March 7, 2005 3:55 AM PST
Search giants hear voices
That's one of the big questions that will be on the minds of Internet and telecom luminaries as they gather Monday in San Jose, Calif., for Voice on the Net, a conference dedicated to promoting and exploring VoIP, the fast-growing technology for delivering voice calls over Internet Protocol.
Signs of activity in the space are growing, with America Online planning to enter the crowded VoIP arena later this month with its own phone service. That move has heightened speculation that on the horizon are similar announcements from AOL's biggest Web rivals--Yahoo, Microsoft's MSN and Google.
Will the lure of Internet telephony draw search and portal giants Yahoo, MSN and Google?
As voice over Internet Protocol attracts companies large and small--including America Online--these three giants are taking a close look at the technology.
"We are definitely looking at the space closely," Yahoo spokeswoman Terrell Karlsten said. "We're figuring out how to enhance and expand into the voice space by leveraging those properties."
Yahoo and MSN have long offered rudimentary phone service using their instant-messaging software and a PC. Now there are signs that all of the major Web portals are exploring whether it makes sense to expand those offerings further. Yahoo has already launched a PC-based voice service in the United Kingdom. Microsoft plans to embed voice calling into its enterprise instant-messaging software. And rumors continue to swirl about whether Google is building the foundation for its own VoIP project, starting in the United Kingdom.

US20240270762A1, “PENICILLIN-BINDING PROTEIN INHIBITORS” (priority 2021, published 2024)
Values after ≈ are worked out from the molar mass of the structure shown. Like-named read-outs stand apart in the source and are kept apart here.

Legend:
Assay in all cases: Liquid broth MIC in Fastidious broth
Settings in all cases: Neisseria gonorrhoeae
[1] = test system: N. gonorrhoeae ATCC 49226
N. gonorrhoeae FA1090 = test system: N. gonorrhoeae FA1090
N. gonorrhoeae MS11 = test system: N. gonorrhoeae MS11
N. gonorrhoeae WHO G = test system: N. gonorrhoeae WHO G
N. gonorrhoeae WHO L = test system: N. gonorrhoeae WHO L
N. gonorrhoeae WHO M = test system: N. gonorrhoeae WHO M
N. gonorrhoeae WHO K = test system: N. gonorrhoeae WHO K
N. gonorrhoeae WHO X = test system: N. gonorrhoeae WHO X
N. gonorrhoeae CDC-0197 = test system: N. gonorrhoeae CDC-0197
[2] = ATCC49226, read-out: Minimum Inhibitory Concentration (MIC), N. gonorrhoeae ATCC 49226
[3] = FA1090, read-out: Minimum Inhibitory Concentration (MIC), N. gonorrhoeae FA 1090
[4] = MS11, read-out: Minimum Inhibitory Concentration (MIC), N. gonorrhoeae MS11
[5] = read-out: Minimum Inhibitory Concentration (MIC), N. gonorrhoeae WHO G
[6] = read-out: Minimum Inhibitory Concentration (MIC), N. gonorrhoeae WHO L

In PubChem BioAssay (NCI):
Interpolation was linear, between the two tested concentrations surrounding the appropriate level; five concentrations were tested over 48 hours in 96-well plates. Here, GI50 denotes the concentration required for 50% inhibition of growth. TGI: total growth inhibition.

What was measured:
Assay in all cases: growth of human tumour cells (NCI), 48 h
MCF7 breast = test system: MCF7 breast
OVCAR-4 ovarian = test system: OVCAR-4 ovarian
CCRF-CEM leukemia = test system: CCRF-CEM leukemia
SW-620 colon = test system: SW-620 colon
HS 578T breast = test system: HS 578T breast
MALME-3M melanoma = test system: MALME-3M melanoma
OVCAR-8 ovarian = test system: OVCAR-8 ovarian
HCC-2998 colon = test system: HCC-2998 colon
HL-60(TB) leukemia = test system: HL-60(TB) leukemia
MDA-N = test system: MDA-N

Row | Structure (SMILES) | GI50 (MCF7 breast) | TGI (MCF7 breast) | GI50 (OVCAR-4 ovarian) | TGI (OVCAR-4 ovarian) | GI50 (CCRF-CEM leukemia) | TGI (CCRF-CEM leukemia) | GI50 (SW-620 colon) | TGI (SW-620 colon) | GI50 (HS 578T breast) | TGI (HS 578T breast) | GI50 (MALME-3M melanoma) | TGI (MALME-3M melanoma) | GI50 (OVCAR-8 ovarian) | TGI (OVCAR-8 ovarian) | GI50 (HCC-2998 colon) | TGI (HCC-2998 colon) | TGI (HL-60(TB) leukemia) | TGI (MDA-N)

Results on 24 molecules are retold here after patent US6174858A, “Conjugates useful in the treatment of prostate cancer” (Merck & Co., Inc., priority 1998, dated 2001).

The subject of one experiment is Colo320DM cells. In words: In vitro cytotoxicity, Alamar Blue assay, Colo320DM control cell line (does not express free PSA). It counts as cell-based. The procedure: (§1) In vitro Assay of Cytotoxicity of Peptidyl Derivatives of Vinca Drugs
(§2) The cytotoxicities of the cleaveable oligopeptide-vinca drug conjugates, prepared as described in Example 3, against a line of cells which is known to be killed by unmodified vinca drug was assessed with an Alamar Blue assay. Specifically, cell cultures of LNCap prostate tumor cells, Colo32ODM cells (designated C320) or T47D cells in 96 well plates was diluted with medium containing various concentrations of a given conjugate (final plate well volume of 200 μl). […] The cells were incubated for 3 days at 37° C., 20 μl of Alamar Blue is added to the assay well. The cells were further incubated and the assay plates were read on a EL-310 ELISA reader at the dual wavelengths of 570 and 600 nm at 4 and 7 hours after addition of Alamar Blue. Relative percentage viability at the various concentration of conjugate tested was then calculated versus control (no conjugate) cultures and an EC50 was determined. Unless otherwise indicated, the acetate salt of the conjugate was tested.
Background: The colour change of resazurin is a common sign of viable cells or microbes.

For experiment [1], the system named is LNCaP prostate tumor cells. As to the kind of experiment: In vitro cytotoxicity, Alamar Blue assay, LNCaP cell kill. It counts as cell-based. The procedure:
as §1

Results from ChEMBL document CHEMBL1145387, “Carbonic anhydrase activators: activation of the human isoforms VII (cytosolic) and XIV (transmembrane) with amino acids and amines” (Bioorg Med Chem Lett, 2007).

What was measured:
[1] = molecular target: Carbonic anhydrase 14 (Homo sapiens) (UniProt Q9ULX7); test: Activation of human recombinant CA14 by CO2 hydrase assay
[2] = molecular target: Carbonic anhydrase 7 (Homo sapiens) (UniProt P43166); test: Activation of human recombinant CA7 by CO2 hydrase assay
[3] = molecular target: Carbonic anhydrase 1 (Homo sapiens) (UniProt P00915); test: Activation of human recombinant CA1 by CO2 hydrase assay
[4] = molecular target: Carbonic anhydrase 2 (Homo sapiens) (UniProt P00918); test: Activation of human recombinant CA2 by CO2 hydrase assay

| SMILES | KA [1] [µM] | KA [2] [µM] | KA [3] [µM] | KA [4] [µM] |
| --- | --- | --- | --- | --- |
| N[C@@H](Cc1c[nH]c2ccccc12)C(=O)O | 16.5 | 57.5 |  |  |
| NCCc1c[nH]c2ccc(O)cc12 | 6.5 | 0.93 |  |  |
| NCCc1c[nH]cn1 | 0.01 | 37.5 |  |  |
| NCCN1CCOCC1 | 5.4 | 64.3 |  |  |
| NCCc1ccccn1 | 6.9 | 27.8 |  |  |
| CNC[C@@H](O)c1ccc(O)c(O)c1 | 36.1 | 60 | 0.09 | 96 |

Google has not announced plans to offer VoIP service, and declined to comment for this story.
While none of the three has yet outlined a VoIP strategy, the technology is proving hard for them to ignore. Millions of people are signing up for cut-rate and free plans that route voice calls over a broadband connection. Dozens of competitors have jumped into the market, offering VoIP plans for as little as $14.95 a month, putting new pressure on traditional phone providers.
While that's great for consumers, it remains to be seen whether a VoIP play makes sense for Yahoo, MSN or Google. Yahoo and Microsoft could jeopardize important partnerships with telecom companies if they invest too heavily in voice services.
Despite potential risks, all of the portals have begun tentatively checking out VoIP providers to test possibilities, according to sources familiar with the talks.Our first lovely contestant...
One company that has attracted attention among the Web giants is Skype, a peer-to-peer VoIP provider based in Europe that lets people make free international calls from their PCs. The appeal in Skype lies in its rapidly growing user base, although the company has not figured out how turn those users into a more powerful and profitable business.
Skype's Web site boasts more than 80 million downloads, 5.6 billion minutes served and more than 1 million people using the service at one time.
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